Swiss bank held nearly 100 Nazi-linked accounts, senators say
For decades, the scale of the relationship between a major global bank and the former German Nazi regime has remained unclear, with investigations lacking the necessary funding and resources.
Yes, but: Two confidential reports released Tuesday shed new light on the connections between the Nazis and Credit Suisse, revealing that the bank held nearly 100 accounts linked to German Nazis and members of Nazi-linked groups in Argentina — in some cases, until recent years.
- The bank didn't close an account belonging to a former Nazi commander sentenced during the Nuremberg trials until 2002, the reports found.
- It wasn't the only account the bank maintained into the 21st century: In another case, the bank held an account for a Nazi-linked official in Argentina until 2020.
Why it matters: Jewish advocates have long argued that the Zurich-based bank played a larger role in supporting the Third Reich and its top officials than was previously known — and that the bank could still hold money the Nazis looted from Jewish victims during the Second World War.
- Today, Credit Suisse ranks among the 50 biggest banks in the world, and the historic revelations are likely to intensify pressure on the institution to further investigate its role in supporting Nazis both during and after the war.
Driving the news: The Senate Budget Committee released the two reports on Tuesday — Holocaust Remembrance Day — as part of an investigation into Credit Suisse's own efforts to probe the Nazi-linked accounts.
- "Credit Suisse appears to have maintained accounts, the vast majority of which have not previously been disclosed, for at least 99 individuals who were either senior Nazi officials in Germany or members of Nazi-affiliated groups in Argentina," the committee said in a press release.
- "Seventy Argentine accounts with plausible links to Argentina-based Nazis were opened with Credit Suisse after 1945, and at least 14 of those accounts remained open into the 21st century—some even as recently as 2020."
Background: In 2020, the Simon Wiesenthal Center, a Jewish human rights group, revealed that an Argentinian investigator had discovered a war-era list of 12,000 Nazis in the country.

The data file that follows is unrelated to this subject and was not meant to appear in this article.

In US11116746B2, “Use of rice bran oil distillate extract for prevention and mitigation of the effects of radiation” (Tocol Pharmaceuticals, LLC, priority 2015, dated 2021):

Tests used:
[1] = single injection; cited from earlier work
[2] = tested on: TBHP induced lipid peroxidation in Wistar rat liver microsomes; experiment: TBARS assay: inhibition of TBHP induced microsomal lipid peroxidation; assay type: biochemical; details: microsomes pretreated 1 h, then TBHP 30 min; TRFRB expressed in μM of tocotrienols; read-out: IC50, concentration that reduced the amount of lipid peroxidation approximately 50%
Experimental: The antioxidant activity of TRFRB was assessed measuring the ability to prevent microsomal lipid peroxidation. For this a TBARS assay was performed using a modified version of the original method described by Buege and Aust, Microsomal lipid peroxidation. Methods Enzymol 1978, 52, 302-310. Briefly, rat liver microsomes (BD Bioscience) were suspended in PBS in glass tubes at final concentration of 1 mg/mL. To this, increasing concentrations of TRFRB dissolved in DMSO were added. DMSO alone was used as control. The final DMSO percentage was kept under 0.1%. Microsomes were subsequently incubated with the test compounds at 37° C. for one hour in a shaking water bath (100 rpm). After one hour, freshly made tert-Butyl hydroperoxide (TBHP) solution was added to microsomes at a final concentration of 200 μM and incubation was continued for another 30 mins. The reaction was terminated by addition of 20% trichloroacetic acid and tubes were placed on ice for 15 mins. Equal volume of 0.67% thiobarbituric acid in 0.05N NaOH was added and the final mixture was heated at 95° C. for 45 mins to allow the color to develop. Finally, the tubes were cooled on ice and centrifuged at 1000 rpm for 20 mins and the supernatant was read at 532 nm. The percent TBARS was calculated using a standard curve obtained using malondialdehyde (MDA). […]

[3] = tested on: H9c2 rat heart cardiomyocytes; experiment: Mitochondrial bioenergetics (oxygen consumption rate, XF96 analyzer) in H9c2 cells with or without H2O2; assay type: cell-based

- The unearthed records, the SWC said, showed that many of those people "had contributed to one or more bank accounts at the Schweizerische Kreditanstalt," Credit Suisse's predecessor.
- Argentina's pro-Nazi rulers both in the early days of the war and the years after made the South American country a popular destination for Germans fleeing justice.
What they did: Credit Suisse hired a forensic research firm to investigate the claims, and retained veteran attorney Neil Barofsky to oversee the review, the senators said in a press release.
- But things took a turn earlier this year, when Iowa Sen. Chuck Grassley, the top Republican on the committee, "received credible allegations of potential wrongdoing related to Credit Suisse’s internal investigation, including specifically the questionable removal of Mr. Barofsky in late 2022."
- That's when Grassley and Sen. Sheldon Whitehouse (D-R.I.), the committee chair, started taking a closer look. With both parties on board, the committee issued its first subpoena in more than 30 years to obtain Barofsky's unreleased report.
- During the course of its investigation, the committee also received the report from AlixPartners, the research firm tasked with the initial review.
What they're saying: "[T]he information we’ve obtained shows the bank established an unnecessarily rigid and narrow scope, and refused to follow new leads uncovered during the course of the review," Grassley said in a statement.
- The SWC said in a statement that the committee's work "shines light on a dark and troubling past that has remained outside the historical record."
The other side: Credit Suisse downplayed the findings, saying that the AlixPartners probe showed that the SWC's claim that "many" names on the Argentinian list held accounts at the bank didn't hold up.
- In a lengthy statement Tuesday, the bank said that it views the dozens of post-war Argentinian accounts "as not relevant to the context of the issues raised by the SWC."
- It added, "The investigation also found no evidence that eight long closed accounts identified in this period contained assets from any Holocaust victims."
- The bank did, however, acknowledge that AlixPartners had identified one new war-era Nazi account from a separate list of high-ranking Nazis provided by SWC, as well as 12 post-war accounts.
What's next: Credit Suisse has agreed to expand the scope of its review, the senators said, and AlixPartners will perform "a supplementary review" to address some of the still-unanswered questions — such as the value of assets in some of the post-war Nazi accounts.
- The bank has "committed to further investigate its apparent role in supporting Nazis fleeing from justice after WWII," the senators said.
- "The Committee intends to continue its oversight of this matter," they added.